By Keith Laing - 03/08/12 03:18 PM EST
The amendments to be considered include a measure from Sen. John HoevenJohn HoevenMajority of GOP senators to attend Trump convention Death threats against senators remained on Twitter for 2 weeks Senate panel approves funding boost for TSA MORE (R-N.D.) that would authorize the Keystone XL pipeline without President Obama's approval, and one from Sen. Ron WydenRon WydenWhy you should care about National Whistleblower AppreciatIon Day Dems push to require presidential nominees to release tax returns Legislators privacy fight coincides with FCC complaint MORE (D-Ore.) that would block exporting oil brought into the country through the controversial pipeline.
Also to be considered is an amendment from Sen. David VitterDavid VitterObama: Louisiana flooding 'not a photo op issue’ Louisiana senator calls on FEMA to open recovery centers Ryan's victory trumps justice reform opponents MORE (R-La.) to extend oil and gas drilling permits in the Outer Continental Shelf, and one from Sen. Bob CorkerBob CorkerBolton would consider serving as Trump's secretary of State Trump struggles to land punches on Dems over ISIS GOP senator: Trump calling Obama ISIS founder 'went far too far' MORE (R-Tenn.) to reduce the 2013 discretionary spending cap.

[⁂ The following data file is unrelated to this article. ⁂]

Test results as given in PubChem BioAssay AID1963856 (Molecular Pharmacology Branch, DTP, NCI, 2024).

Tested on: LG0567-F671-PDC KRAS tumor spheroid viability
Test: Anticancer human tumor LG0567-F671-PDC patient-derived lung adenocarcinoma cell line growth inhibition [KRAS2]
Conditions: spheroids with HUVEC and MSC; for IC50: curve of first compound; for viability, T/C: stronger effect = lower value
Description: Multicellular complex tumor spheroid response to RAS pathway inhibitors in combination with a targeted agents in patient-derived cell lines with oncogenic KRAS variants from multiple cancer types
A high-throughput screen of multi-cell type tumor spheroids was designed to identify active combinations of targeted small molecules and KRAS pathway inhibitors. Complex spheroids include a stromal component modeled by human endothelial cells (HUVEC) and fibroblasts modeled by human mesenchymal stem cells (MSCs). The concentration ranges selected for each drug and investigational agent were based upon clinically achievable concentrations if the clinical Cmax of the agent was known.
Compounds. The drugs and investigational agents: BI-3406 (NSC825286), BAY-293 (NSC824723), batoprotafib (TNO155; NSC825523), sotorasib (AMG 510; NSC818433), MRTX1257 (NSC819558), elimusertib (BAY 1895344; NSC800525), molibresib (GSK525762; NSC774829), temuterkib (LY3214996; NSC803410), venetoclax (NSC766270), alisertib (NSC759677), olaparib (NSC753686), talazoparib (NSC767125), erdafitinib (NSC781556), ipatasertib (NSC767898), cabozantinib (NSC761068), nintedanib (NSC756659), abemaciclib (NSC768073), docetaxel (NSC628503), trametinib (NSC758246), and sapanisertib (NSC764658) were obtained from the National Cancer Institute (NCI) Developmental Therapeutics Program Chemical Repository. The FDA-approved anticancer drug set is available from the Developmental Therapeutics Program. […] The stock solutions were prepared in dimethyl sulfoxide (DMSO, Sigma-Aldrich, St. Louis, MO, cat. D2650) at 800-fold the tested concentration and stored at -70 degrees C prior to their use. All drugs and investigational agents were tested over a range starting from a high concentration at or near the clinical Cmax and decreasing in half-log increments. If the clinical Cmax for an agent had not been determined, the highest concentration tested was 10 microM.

Several of the measures will require 60 votes to be approved.
Democrats have framed relenting on amendments as the only way to move forward in the Senate on the transportation bill, which even Republican leaders in the House have publicly acknowledged could end up forming the basis of a final authorization measure that becomes law.
"I was hoping we wouldn't have to face convoluted amendments that are completely non-germane amendments, but they are insisting on them, so we'll have to deal with those," Sen. Barbara BoxerBarbara BoxerFeds weigh whether carbon pollution should be measured in highway performance Juan Williams: Dems should not take Latinos for granted Reid faces Sanders supporters' fury at DNC MORE, the chairwoman of the Senate Environment and Public Works Committee, who has shepherded the transportation bill to the Senate floor, said in a press conference Wednesday.
"It probably would be rolling back Clean Air Act rules," Boxer said of the amendments to the highway bill. "I can't imagine why anyone would want to do that, but there are some that want to do that."
The Senate began consideration of the highway bill amendments at 9:30 Thursday morning. The chamber is expected to resume debating the measure at about 10:45.
— Pete Kasperowicz contributed to this report.